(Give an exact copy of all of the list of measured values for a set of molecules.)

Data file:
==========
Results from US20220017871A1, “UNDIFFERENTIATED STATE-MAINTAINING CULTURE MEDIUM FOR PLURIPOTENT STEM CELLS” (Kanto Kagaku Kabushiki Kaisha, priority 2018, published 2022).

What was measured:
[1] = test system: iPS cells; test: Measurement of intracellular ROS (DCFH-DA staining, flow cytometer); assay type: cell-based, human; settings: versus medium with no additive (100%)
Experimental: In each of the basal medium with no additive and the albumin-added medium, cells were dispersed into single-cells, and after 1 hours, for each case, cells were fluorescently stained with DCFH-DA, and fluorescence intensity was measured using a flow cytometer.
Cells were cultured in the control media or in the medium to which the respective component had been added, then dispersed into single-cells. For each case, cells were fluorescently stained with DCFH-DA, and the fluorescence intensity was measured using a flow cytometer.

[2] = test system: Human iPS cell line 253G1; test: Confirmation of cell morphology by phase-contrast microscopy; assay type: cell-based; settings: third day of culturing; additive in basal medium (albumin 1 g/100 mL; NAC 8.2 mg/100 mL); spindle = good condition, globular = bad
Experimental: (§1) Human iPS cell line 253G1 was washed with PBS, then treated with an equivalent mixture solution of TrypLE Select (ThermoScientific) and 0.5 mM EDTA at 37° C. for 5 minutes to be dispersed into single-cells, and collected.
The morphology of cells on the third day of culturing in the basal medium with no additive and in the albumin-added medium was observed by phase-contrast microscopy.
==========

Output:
Results from US20220017871A1, “UNDIFFERENTIATED STATE-MAINTAINING CULTURE MEDIUM FOR PLURIPOTENT STEM CELLS” (Kanto Kagaku Kabushiki Kaisha, priority 2018, published 2022).

What was measured:
[1] = test system: iPS cells; test: Measurement of intracellular ROS (DCFH-DA staining, flow cytometer); assay type: cell-based, human; settings: versus medium with no additive (100%)
Experimental: In each of the basal medium with no additive and the albumin-added medium, cells were dispersed into single-cells, and after 1 hours, for each case, cells were fluorescently stained with DCFH-DA, and fluorescence intensity was measured using a flow cytometer.
Cells were cultured in the control media or in the medium to which the respective component had been added, then dispersed into single-cells. For each case, cells were fluorescently stained with DCFH-DA, and the fluorescence intensity was measured using a flow cytometer.

[2] = test system: Human iPS cell line 253G1; test: Confirmation of cell morphology by phase-contrast microscopy; assay type: cell-based; settings: third day of culturing; additive in basal medium (albumin 1 g/100 mL; NAC 8.2 mg/100 mL); spindle = good condition, globular = bad
Experimental: (§1) Human iPS cell line 253G1 was washed with PBS, then treated with an equivalent mixture solution of TrypLE Select (ThermoScientific) and 0.5 mM EDTA at 37° C. for 5 minutes to be dispersed into single-cells, and collected.
The morphology of cells on the third day of culturing in the basal medium with no additive and in the albumin-added medium was observed by phase-contrast microscopy.